Save San Diego Neighborhoods Critique of Proposed Amendments to Short Term Rental Ordinance

by on April 6, 2021 · 0 comments

in Ocean Beach, San Diego

The group Save San Diego Neighborhoods has sent a letter from their attorney to the San Diego City Council objecting to elements of a proposed amendment on short term vacation rentals. The Council meets today, Tuesday, April 6 to work out regulations for short term occupancy. The letter is from Everett DeLano of Delano & Delano.

Here is the substance of that letter, dated April 5, 2021:

Dear City of San Diego City Council: 

This letter is submitted on behalf of Save San Diego Neighborhoods (“SSDN”), a California non-profit corporation, in connection with the proposed amendment to the City’s Municipal Code to impose a license requirement and operating regulations for short term residential occupancy (“Ordinance”). On Tuesday, February 23, 2021, the City council voted to approve the Ordinance.

I. The Proposed Ordinance is Inconsistent with the General Plan and Local Coastal Program 

Speakers at the February 23 Council hearing observed that, without a distancing requirement within the lottery system to prevent clustering of rental properties akin to restrictions imposed on liquor or marijuana shops, the Ordinance is designed so all beachfront property could be transferred from residential housing stock into short term rental stock. This design flaw conflicts with the Housing Element of the General Plan and Council Policy 600-19 and with the City’s Land Use and Community Planning Element Policy LU-I.15 requirement to plan for the equal distribution of potentially hazardous and/or undesirable, yet necessary, land uses to avoid over-concentration in any one geographic area, community, or neighborhood. General Plan at LU-44.

Finally, several individuals at the February 23 hearing noted the Ordinance lacks a mechanism for enforcement that applies to the hosting platforms. While the Ordinance provides that host may lose their license, currently the platforms have no disincentive to avoid transacting with unlicensed hosts. This omission conflicts with the City’s policy to ensure that the granting of development incentives does not result in an adverse impact upon health, welfare, and safety of the surrounding community or upon any designated cultural and/or historic resource. General Plan at LU-33.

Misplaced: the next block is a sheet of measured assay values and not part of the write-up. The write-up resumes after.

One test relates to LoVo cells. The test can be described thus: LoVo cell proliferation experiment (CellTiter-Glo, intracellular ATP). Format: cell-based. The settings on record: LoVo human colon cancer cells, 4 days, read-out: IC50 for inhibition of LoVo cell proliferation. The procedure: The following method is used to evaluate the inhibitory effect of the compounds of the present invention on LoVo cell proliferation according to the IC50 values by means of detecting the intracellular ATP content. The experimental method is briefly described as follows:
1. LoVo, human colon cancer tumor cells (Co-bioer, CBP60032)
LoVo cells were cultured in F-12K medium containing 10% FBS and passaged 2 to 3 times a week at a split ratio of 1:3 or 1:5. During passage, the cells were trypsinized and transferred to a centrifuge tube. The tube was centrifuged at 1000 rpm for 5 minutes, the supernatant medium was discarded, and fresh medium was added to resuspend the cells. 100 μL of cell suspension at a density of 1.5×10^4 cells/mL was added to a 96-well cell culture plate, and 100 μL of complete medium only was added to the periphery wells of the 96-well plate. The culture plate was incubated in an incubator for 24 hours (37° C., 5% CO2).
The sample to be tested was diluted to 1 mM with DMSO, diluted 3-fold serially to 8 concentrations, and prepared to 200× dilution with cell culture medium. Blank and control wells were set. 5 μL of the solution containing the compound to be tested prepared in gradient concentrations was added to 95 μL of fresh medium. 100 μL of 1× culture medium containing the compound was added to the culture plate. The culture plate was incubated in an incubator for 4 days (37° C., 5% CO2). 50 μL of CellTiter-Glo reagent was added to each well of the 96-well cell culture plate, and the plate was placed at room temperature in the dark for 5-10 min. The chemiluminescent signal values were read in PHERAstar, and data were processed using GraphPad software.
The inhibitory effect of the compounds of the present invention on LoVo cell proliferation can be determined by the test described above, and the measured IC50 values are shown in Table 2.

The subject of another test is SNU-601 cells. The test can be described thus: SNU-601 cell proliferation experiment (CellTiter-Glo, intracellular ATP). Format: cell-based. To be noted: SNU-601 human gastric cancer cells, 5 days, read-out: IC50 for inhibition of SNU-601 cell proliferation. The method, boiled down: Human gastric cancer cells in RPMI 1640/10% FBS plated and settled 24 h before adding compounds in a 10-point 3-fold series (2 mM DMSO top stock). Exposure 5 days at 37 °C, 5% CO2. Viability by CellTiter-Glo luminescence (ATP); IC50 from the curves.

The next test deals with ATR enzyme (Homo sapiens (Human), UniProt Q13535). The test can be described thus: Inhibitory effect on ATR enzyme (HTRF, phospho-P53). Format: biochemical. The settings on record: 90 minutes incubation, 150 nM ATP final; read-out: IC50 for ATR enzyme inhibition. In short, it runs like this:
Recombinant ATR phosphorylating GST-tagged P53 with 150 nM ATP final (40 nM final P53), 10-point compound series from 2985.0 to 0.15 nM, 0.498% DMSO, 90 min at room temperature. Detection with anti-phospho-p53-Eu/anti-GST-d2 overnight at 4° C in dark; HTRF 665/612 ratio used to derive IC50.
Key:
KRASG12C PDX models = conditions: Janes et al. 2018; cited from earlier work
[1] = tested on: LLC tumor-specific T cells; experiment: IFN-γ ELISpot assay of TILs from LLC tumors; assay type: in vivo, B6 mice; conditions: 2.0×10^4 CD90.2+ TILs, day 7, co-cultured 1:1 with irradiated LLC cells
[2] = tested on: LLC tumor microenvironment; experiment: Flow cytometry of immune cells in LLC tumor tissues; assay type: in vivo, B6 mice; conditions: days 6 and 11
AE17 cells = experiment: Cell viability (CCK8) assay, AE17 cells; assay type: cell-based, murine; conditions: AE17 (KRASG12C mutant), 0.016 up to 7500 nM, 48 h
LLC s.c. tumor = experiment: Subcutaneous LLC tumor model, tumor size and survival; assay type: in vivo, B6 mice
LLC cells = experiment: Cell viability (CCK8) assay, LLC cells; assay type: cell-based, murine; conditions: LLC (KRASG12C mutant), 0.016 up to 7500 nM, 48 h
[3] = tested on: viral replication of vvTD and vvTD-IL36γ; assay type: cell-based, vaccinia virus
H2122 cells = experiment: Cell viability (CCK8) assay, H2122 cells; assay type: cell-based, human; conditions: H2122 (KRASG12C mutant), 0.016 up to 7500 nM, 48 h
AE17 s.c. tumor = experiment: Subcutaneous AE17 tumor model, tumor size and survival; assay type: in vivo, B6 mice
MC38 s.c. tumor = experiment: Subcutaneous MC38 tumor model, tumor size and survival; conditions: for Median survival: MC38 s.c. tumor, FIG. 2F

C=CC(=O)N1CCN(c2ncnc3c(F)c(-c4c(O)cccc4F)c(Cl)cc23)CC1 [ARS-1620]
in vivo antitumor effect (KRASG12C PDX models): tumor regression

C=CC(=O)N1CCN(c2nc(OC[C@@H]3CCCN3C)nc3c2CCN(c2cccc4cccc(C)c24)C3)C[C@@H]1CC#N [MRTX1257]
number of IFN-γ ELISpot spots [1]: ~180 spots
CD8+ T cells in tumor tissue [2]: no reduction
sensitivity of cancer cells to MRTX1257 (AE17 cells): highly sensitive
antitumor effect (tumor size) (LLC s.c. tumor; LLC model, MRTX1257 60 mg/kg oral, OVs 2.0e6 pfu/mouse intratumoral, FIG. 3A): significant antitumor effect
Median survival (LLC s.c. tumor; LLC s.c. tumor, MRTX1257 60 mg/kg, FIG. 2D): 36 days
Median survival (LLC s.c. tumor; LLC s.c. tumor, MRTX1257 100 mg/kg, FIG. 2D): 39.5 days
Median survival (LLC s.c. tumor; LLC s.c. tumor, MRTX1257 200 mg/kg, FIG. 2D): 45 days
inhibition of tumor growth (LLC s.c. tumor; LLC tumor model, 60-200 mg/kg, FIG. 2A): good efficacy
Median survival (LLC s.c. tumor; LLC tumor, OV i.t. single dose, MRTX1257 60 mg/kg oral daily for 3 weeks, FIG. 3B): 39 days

As explained in our February 19 letter, a Local Coastal Program consists of a local government’s land use plans, zoning ordinances, and other legal instruments necessary to implement the plan. Pub. Res. Code $$ 30108.6, 30512, 30513. The Ordinance, as a city-wide amendment that licenses short term rentals up to one percent of San Diego’s total housing units outside Mission Beach, is inconsistent with the land use plans of the communities outside Mission Beach.

Several commenters at the February 23 Council meeting noted that the 30% whole home cap under Tier Four licenses in Mission Beach will create a disparate impact in relationship to the 1% cap on the Tier Three licenses issued outside of the Mission Beach area. The concentration of 30 percent of whole home rentals in Mission Beach creates an unequal distribution and over-concentration of an undesirable land use in the City. General Plan at LU-44. Given this disproportionality, the Ordinance will cause the most severe inconsistency in the Mission Beach Community Planning Area and proximate communities.

The overarching design of the local governments’ land use plans distinguishes commercial visitor uses from residential uses. In virtually every community, the Ordinance violates the intent behind these plans because it permits commercial visitor uses in areas the jurisdictions designated residential. As one common example, the Peninsula Plan provides that single-family residential land uses will continue to occupy a majority of the land area in Peninsula, while it confines visitor land uses (e.g., rentals, time-share) in the Roseville commercial district, specifically the areas of Roseville east of Rosecrans currently zoned R-400. Peninsula Community Plan at 11, 26.